Kruse defiant in wake of harassment report

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Kate Brown has called on a Republican state senator to resign after a damning independent probe revealed he groped female employees and legislators at the Capitol.

But Kruse agreed to stay away from the Capitol for the next two weeks, until a public hearing into his conduct that has been scheduled for February 22.

Rubanoff found that the Roseburg Republican engaged in a "longstanding pattern of unwelcome physical contact" with women at the Capitol. Sara Gelser, of Corvallis, and Elizabeth Steiner Hayward, of Portland, who have accused him of inappropriate touching and harassment.

Kruse's actions created a hostile workplace, the investigator said.

Rubanoff wrote in her report that Kruse told her he had "no recollection" of most of the alleged misdeeds.

Kruse told the investigator that he believed his behavior was "instinctual" and that although he wanted to change, "It's not easy to change when you have been doing something for 67 years".

One of the law students was hesitant to come forward, fearing that her complaint against Kruse would ruin her career.

Another law student who worked for Kruse told the investigator the senator would tightly hug her or put his hands on her hips when they were near each other.

"The third-party investigation into the sexual harassment allegations against Senator Jeff Kruse was thorough and fair. This is why we have accepted Senator Kruse's, a 22-year veteran of the OR legislature offer to leave the Capitol building, taking with him the opportunity to represent his district pending the conclusion of the process".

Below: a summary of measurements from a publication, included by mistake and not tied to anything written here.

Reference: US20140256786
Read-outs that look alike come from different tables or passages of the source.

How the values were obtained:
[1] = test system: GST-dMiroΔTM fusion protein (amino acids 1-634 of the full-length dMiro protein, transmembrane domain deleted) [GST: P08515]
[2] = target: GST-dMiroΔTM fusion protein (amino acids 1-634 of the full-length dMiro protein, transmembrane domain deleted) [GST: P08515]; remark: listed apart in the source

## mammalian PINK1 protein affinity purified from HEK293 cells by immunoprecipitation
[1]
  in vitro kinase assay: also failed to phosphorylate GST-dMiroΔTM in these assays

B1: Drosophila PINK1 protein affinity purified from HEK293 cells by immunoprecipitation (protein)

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The investigator found that two young women who worked in his office in the 2017 legislative session had reported feeling uncomfortable due to his touching, and that a young lobbyist reported late a year ago that he had "cupped" her behind at an event at the governor's office in September 2017.

She filed a formal complaint in November, which triggered a requirement that a legislative committee arrange for an outside investigation of her claims. If he doesn't resign, the Senate should expel Kruse, she said.

Prior to the report's public posting Tuesday, Gelser said in an email to the Pamplin/EO Capital Bureau that she had not yet read the report and did not want to comment on it before reading it. The investigation culminated in a 55-page report detailing several complaints dating back to 2011, which found Kruse repeatedly targeted colleagues and subordinates.

Senate Republican Leader Jackie Winters of Salem declined to comment to the newspaper. "The process is still ongoing, and will continue with the Senate Conduct Committee meeting".

Tuesday's report is scheduled for consideration by the Senate Conduct Committee February 22. "The people of OR and the women who work in the Capitol deserve better".

Gelser requested the removal of Kruse from the Oregon Senate.

Gelser tweeted October 16 that a member of the Senate Republican Caucus had groped "female members and staff" at the Capitol. On another occasion, Gelser told Rubanoff that Kruse "wrapped his left arm around her shoulder with his fingers extending down toward her breast, and placed his right hand on her thigh with his fingers under the hem of her skirt". Rubanoff wrote that Kruse's misconduct escalated in 2017 after strict warnings against breaching boundaries with women, the Oregonian reported. The other women cited in the report who complained weren't named.

The senators' complaints sparked Rubanoff's investigation - the first time in memory the Legislature's formal sexual harassment reporting policy and conduct committee process has been invoked.

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